Watching your child experience an uncomfortable toothache can be tough, especially when you can’t identify the cause. Is the pain coming from a pesky food particle lodged between two teeth? If your child is a teenager, the pain could be from a cavity or the eruption of their wisdom teeth. The two issues are easily confused. Manhasset, NY pediatric dentist Dr. Kimmy recommends that teens’ wisdom teeth be removed when they emerge. When left in your child’s mouth, they can become painful and lead to overcrowding or infection. If it’s a cavity, it can be corrected with a dental crown, which will cap the sensitive tooth and protect it from food and bacteria.
What Are Wisdom Teeth?
Your child begins to develop teeth when they’re born. Tooth buds sit under the gums and continue to mature until they break the skin, hence those terrible twos you always hear about. However, wisdom teeth begin to develop when your child is approximately seven. Wisdom teeth are the last two adult teeth to come in, found in the back of your mouth, on both the upper and lower jaw.
Eruption of teen wisdom teeth can create an uncomfortable toothache. After breaking through the skin, they can crowd the other teeth, which can cause your child to feel pain when they chew.
Dr. Kimmy recommends wisdom teeth extractions because your teenager can function normally without them. These molars are not really necessary for chewing; therefore, removing them won’t impact your child’s ability to eat properly. Furthermore, their position makes them harder to keep clean as you get older, which makes them more of a risk of developing cavities. The American Dental Association suggests that teenagers have their wisdom teeth removed between the ages of 16 and 19. At that age, the teeth haven’t fully developed roots, meaning there will be a lower risk of complications during this procedure.
Teens and Cavities
If your child’s tooth pain is the result of a cavity, Kimmy will treat it with a dental filling or root canal therapy and a dental crown, depending on the extent of the decay. Helping teens keep their teeth clean is a far different story from helping younger children—as teens’ growing independence makes them far less inclined to agree to parents monitoring their brushing and flossing every night!
If your teen develops a serious cavity in a molar, help him or her take it as a learning experience and discuss ways to be more efficient with their oral hygiene in the future. If he or she is adamant that their daily hygiene routine is already perfect, encourage your child to reduce the intake of sugary sodas and sweets that may have led to the cavity.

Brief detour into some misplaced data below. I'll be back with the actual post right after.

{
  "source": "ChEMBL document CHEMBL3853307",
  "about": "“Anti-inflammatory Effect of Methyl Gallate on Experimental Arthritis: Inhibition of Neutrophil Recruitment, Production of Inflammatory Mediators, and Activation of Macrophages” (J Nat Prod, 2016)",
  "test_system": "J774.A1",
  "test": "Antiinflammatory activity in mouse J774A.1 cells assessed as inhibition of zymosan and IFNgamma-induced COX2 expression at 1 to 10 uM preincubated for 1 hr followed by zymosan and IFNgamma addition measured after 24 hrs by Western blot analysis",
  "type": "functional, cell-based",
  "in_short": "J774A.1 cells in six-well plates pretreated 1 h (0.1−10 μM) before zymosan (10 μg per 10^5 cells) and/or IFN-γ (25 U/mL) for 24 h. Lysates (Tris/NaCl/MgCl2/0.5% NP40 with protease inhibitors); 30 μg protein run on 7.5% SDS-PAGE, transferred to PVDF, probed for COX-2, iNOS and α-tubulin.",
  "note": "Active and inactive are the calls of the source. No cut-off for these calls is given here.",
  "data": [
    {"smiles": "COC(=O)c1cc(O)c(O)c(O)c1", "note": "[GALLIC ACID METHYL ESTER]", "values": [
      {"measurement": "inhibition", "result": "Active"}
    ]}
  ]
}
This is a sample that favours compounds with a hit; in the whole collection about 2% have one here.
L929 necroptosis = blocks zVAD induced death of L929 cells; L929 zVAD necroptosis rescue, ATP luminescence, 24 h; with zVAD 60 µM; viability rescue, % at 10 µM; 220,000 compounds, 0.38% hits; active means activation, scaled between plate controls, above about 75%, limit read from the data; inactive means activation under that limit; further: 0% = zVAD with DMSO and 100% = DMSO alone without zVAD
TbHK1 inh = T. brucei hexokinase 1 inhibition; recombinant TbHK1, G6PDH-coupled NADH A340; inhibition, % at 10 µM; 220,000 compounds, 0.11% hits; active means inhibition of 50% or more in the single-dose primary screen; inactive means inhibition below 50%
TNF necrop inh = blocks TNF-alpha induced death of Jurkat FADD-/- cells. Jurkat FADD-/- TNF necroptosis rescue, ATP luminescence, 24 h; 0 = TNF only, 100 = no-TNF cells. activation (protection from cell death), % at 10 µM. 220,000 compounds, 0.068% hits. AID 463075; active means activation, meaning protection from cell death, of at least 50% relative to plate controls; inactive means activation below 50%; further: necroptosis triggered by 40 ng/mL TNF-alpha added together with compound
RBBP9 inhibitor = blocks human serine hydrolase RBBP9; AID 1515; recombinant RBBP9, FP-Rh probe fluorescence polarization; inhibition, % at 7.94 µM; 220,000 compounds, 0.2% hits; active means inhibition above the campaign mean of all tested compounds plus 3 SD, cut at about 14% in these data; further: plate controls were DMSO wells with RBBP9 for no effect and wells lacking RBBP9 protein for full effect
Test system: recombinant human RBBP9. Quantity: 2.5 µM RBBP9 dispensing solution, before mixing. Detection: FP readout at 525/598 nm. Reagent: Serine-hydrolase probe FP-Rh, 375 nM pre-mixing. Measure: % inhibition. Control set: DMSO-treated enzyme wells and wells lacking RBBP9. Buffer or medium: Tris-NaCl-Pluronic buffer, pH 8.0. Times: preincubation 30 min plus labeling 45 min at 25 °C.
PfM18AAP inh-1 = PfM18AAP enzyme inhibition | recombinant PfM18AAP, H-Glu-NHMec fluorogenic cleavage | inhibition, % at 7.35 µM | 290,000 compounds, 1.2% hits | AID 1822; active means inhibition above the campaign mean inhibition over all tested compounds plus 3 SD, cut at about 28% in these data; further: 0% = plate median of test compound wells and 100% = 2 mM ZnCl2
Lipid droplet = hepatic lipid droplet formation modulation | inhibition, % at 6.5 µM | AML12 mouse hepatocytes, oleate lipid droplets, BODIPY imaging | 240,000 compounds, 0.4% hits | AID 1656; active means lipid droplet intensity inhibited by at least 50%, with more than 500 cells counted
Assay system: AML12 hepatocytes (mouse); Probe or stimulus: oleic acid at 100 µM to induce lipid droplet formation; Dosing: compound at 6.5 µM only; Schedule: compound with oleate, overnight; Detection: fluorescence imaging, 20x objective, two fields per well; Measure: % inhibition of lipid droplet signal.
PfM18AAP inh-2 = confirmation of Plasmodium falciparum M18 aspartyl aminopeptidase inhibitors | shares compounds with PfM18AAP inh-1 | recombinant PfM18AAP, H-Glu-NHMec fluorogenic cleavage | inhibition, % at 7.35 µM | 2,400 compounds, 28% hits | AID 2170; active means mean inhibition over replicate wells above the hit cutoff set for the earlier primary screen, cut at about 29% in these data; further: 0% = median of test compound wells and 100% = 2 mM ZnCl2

Wisdom Tooth Extraction
At your teenager’s wisdom teeth extraction, you can expect high quality care. Dr. Kimmy will begin the process with x-rays. These images show her the exact position of the molars. In some cases, these teeth can grow crooked, which could impact nerves. She will determine the best anesthetic for your child; this will help him feel relaxed and comfortable during the procedure and ensure he won’t remember the extraction when the anesthetic wears off.
While your teen is under oral sedation, Dr. Kimmy will carefully remove the four molars. She will clean the area and place gauze over the affected area. Help your child follow post-surgical instructions especially in the first 24 hours after the procedure. Your child should not spit, suck through a straw, or otherwise use the mouth vigorously in the time immediately following surgery, to encourage the extraction sites to heal properly.
Dr. Kimmy will prescribe pain medication to manage any discomfort your child feels after his procedure. Along with pain management, she will instruct you on how to care for the gums. We recommend stocking up on soft foods, such as ice cream, yogurt, and mashed potatoes for your child to eat afterwards.
Our friendly staff is happy to answer any additional questions you may have about tooth pain, cavities, or wisdom teeth. Schedule an appointment today with Dr. Kimmy. Call 516-365-4Kid to contact our Manhasset, NY office.Leave a reply →